A blog post on the Santa Clara University Law Website, written by philosophy professor Jack Bowen, examined the “ethics of headers” on the soccer field.
Bowen’s post notes that “children depend on us for some paternalistic rationality” and looks at “whether youth soccer players should be allowed to head the ball.”
The author points to the fact that “two heavy hitters have taken on this project. First, providing the science behind the issue, the Sports Legacy Institute (SLI)—this is the group that has brought the dangers of football concussions to the forefront of sporting consciousness. And the second, the Institute of Sports Law and Ethics (ISLE), led by board member Brandi Chastain, who may be most responsible for popularizing women’s soccer in the United States.”
Bowen notes that “30 percent of concussions in soccer result from players attempting to head the ball, either by contact with the ball or in collisions with the heads of other players also attempting to head the ball.”
He goes on to dismiss the notion that a “padded helmet or headband” would help. “(T)he headband is more like placing padding on the outside of a box containing delicate wine glasses and then tossing the box against the wall: the box may remain unscathed but the glassware—what we really care about—ends up destroyed. When a skull collides with another object, be it a soccer ball punted from the goalie or another skull, much of the trauma results from the brain’s momentum sending it crashing into the interior of the skull.”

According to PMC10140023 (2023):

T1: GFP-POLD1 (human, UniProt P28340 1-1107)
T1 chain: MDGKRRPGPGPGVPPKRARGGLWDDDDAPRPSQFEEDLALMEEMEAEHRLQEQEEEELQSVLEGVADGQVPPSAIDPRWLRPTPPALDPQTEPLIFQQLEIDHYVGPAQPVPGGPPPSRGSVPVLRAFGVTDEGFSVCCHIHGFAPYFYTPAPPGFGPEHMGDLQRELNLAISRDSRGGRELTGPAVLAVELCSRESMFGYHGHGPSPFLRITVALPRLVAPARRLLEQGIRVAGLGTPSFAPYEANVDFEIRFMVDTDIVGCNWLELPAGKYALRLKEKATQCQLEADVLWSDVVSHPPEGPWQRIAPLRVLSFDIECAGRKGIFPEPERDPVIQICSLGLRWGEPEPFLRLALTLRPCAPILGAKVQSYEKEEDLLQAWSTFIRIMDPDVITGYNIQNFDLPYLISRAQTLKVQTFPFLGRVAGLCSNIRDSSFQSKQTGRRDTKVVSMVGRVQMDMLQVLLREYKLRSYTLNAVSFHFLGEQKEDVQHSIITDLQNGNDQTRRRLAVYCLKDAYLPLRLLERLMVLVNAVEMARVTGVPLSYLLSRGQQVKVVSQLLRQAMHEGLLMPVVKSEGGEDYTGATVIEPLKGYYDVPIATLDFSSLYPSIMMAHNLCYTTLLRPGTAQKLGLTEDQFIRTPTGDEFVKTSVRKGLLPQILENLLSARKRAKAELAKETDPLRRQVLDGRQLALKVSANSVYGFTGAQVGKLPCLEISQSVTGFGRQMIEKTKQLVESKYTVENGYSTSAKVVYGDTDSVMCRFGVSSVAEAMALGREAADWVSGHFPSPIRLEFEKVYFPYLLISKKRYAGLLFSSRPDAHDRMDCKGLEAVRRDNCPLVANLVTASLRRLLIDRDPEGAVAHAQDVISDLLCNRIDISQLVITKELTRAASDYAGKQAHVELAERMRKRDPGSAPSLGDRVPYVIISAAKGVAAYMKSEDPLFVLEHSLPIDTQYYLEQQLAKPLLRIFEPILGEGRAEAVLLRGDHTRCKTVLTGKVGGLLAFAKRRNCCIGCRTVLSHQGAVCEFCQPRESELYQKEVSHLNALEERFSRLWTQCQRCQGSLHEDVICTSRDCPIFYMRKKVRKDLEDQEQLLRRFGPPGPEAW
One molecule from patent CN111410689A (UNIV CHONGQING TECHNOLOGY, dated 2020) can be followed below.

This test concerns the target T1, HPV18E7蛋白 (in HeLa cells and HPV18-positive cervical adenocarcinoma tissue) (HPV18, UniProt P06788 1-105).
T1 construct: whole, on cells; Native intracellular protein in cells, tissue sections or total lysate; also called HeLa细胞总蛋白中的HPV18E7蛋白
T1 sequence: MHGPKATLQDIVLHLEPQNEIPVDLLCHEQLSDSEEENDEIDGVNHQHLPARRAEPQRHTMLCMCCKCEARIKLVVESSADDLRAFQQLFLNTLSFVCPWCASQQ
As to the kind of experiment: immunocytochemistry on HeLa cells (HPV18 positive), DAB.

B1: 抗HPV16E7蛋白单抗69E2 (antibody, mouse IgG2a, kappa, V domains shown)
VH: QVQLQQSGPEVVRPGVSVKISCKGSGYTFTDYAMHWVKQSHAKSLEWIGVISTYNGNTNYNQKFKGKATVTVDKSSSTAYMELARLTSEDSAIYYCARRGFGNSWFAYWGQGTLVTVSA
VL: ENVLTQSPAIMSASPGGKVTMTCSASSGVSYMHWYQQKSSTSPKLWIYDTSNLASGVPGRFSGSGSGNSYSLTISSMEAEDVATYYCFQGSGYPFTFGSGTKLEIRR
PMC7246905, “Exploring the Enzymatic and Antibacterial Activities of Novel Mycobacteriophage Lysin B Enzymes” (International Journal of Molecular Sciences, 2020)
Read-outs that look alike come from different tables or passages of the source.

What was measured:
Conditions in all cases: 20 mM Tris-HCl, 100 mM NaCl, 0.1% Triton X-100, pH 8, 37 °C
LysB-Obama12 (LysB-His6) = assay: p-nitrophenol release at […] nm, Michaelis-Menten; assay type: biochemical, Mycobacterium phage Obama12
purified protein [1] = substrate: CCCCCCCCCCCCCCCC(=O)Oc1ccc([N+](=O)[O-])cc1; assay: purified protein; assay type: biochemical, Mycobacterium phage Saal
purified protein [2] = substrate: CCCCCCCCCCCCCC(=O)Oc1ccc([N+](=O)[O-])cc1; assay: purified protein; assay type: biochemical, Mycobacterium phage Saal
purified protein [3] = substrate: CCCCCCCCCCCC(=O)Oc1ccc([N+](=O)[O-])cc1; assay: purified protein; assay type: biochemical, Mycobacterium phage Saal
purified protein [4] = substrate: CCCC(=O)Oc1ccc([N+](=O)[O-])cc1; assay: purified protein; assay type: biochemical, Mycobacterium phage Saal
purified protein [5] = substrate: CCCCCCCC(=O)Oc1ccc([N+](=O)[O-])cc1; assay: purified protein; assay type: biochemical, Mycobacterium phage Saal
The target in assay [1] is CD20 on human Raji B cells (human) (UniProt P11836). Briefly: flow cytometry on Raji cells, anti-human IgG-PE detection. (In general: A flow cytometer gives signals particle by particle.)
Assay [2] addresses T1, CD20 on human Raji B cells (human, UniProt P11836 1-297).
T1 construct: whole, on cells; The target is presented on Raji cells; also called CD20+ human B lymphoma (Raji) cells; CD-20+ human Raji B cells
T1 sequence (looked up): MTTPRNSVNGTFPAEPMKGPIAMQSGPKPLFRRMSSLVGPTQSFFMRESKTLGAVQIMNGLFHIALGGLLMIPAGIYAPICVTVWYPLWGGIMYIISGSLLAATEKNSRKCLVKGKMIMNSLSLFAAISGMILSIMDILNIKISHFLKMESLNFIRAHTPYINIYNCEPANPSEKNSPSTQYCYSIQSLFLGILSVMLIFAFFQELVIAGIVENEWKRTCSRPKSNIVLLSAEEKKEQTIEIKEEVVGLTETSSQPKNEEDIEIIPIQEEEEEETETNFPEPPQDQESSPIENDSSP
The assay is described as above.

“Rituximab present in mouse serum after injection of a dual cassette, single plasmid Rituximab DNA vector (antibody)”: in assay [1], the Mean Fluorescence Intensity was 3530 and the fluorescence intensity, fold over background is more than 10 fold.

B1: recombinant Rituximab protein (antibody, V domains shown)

Bowen concludes that adults “have a moral duty to prevent harm to children when easily feasible. … (T)he initiative proposed by SLI and ISLE is not just in the best interests of children, but one of moral necessity. To fail to do this would be to act immorally.”
To see the fully post, visit: http://law.scu.edu/sports-law/the-ethics-of-headers-in-youth-soccer-using-our-heads-correctly/